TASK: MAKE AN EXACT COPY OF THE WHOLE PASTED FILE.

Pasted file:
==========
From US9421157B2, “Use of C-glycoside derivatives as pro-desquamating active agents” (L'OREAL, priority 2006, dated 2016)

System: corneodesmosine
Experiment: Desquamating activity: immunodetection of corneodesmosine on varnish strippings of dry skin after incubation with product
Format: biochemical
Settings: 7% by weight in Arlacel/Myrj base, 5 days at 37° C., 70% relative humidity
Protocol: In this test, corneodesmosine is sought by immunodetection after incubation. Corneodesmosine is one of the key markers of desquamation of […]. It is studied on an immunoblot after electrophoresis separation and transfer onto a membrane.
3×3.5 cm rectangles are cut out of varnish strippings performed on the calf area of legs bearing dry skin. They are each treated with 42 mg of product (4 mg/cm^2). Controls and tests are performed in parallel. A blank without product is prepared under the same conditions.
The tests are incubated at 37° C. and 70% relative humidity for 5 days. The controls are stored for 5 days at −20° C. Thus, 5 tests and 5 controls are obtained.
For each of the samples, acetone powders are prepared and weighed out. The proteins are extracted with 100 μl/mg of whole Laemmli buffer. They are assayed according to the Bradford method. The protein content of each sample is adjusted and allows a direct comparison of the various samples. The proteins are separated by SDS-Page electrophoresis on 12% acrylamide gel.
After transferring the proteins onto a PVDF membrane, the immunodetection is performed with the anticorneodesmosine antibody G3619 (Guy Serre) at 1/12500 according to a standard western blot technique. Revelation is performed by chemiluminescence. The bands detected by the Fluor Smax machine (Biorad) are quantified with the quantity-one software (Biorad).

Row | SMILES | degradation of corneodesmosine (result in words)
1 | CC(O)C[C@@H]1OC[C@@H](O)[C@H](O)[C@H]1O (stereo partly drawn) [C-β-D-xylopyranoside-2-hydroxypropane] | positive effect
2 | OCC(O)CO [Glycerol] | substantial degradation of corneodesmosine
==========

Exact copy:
From US9421157B2, “Use of C-glycoside derivatives as pro-desquamating active agents” (L'OREAL, priority 2006, dated 2016)

System: corneodesmosine
Experiment: Desquamating activity: immunodetection of corneodesmosine on varnish strippings of dry skin after incubation with product
Format: biochemical
Settings: 7% by weight in Arlacel/Myrj base, 5 days at 37° C., 70% relative humidity
Protocol: In this test, corneodesmosine is sought by immunodetection after incubation. Corneodesmosine is one of the key markers of desquamation of […]. It is studied on an immunoblot after electrophoresis separation and transfer onto a membrane.
3×3.5 cm rectangles are cut out of varnish strippings performed on the calf area of legs bearing dry skin. They are each treated with 42 mg of product (4 mg/cm^2). Controls and tests are performed in parallel. A blank without product is prepared under the same conditions.
The tests are incubated at 37° C. and 70% relative humidity for 5 days. The controls are stored for 5 days at −20° C. Thus, 5 tests and 5 controls are obtained.
For each of the samples, acetone powders are prepared and weighed out. The proteins are extracted with 100 μl/mg of whole Laemmli buffer. They are assayed according to the Bradford method. The protein content of each sample is adjusted and allows a direct comparison of the various samples. The proteins are separated by SDS-Page electrophoresis on 12% acrylamide gel.
After transferring the proteins onto a PVDF membrane, the immunodetection is performed with the anticorneodesmosine antibody G3619 (Guy Serre) at 1/12500 according to a standard western blot technique. Revelation is performed by chemiluminescence. The bands detected by the Fluor Smax machine (Biorad) are quantified with the quantity-one software (Biorad).

Row | SMILES | degradation of corneodesmosine (result in words)
1 | CC(O)C[C@@H]1OC[C@@H](O)[C@H](O)[C@H]1O (stereo partly drawn) [C-β-D-xylopyranoside-2-hydroxypropane] | positive effect
2 | OCC(O)CO [Glycerol] | substantial degradation of corneodesmosine